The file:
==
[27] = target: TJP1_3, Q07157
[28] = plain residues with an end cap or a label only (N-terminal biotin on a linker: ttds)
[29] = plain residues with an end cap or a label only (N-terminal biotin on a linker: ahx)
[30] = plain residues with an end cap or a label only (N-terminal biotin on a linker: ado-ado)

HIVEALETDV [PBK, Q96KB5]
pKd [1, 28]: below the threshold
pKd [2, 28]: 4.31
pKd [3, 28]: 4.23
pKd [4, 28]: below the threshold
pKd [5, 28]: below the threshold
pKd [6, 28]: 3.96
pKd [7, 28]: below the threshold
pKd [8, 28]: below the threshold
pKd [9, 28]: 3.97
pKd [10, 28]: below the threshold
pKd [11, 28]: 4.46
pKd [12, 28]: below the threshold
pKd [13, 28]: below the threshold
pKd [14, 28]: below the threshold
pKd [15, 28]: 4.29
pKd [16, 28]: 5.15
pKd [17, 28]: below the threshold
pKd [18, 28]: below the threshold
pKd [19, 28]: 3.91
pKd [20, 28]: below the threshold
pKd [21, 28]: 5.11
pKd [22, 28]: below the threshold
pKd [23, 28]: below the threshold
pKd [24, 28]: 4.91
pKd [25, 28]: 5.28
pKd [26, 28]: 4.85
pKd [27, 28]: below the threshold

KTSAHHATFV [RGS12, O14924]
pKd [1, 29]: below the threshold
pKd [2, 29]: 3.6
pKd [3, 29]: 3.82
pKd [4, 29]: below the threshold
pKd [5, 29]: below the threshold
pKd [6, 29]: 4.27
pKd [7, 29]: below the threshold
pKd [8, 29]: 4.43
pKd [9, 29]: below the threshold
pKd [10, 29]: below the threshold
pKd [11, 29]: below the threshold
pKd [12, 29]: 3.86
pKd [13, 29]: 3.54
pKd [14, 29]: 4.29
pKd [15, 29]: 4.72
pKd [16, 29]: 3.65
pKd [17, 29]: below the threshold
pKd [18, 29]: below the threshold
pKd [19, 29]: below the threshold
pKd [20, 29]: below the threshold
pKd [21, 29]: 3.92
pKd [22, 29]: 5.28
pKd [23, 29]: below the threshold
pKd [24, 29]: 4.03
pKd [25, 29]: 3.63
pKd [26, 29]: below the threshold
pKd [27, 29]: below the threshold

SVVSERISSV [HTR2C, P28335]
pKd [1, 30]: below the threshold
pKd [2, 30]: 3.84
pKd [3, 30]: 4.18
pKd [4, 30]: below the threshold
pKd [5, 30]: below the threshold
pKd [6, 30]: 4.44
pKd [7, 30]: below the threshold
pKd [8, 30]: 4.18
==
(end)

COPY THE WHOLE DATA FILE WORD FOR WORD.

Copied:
[27] = target: TJP1_3, Q07157
[28] = plain residues with an end cap or a label only (N-terminal biotin on a linker: ttds)
[29] = plain residues with an end cap or a label only (N-terminal biotin on a linker: ahx)
[30] = plain residues with an end cap or a label only (N-terminal biotin on a linker: ado-ado)

HIVEALETDV [PBK, Q96KB5]
pKd [1, 28]: below the threshold
pKd [2, 28]: 4.31
pKd [3, 28]: 4.23
pKd [4, 28]: below the threshold
pKd [5, 28]: below the threshold
pKd [6, 28]: 3.96
pKd [7, 28]: below the threshold
pKd [8, 28]: below the threshold
pKd [9, 28]: 3.97
pKd [10, 28]: below the threshold
pKd [11, 28]: 4.46
pKd [12, 28]: below the threshold
pKd [13, 28]: below the threshold
pKd [14, 28]: below the threshold
pKd [15, 28]: 4.29
pKd [16, 28]: 5.15
pKd [17, 28]: below the threshold
pKd [18, 28]: below the threshold
pKd [19, 28]: 3.91
pKd [20, 28]: below the threshold
pKd [21, 28]: 5.11
pKd [22, 28]: below the threshold
pKd [23, 28]: below the threshold
pKd [24, 28]: 4.91
pKd [25, 28]: 5.28
pKd [26, 28]: 4.85
pKd [27, 28]: below the threshold

KTSAHHATFV [RGS12, O14924]
pKd [1, 29]: below the threshold
pKd [2, 29]: 3.6
pKd [3, 29]: 3.82
pKd [4, 29]: below the threshold
pKd [5, 29]: below the threshold
pKd [6, 29]: 4.27
pKd [7, 29]: below the threshold
pKd [8, 29]: 4.43
pKd [9, 29]: below the threshold
pKd [10, 29]: below the threshold
pKd [11, 29]: below the threshold
pKd [12, 29]: 3.86
pKd [13, 29]: 3.54
pKd [14, 29]: 4.29
pKd [15, 29]: 4.72
pKd [16, 29]: 3.65
pKd [17, 29]: below the threshold
pKd [18, 29]: below the threshold
pKd [19, 29]: below the threshold
pKd [20, 29]: below the threshold
pKd [21, 29]: 3.92
pKd [22, 29]: 5.28
pKd [23, 29]: below the threshold
pKd [24, 29]: 4.03
pKd [25, 29]: 3.63
pKd [26, 29]: below the threshold
pKd [27, 29]: below the threshold

SVVSERISSV [HTR2C, P28335]
pKd [1, 30]: below the threshold
pKd [2, 30]: 3.84
pKd [3, 30]: 4.18
pKd [4, 30]: below the threshold
pKd [5, 30]: below the threshold
pKd [6, 30]: 4.44
pKd [7, 30]: below the threshold
pKd [8, 30]: 4.18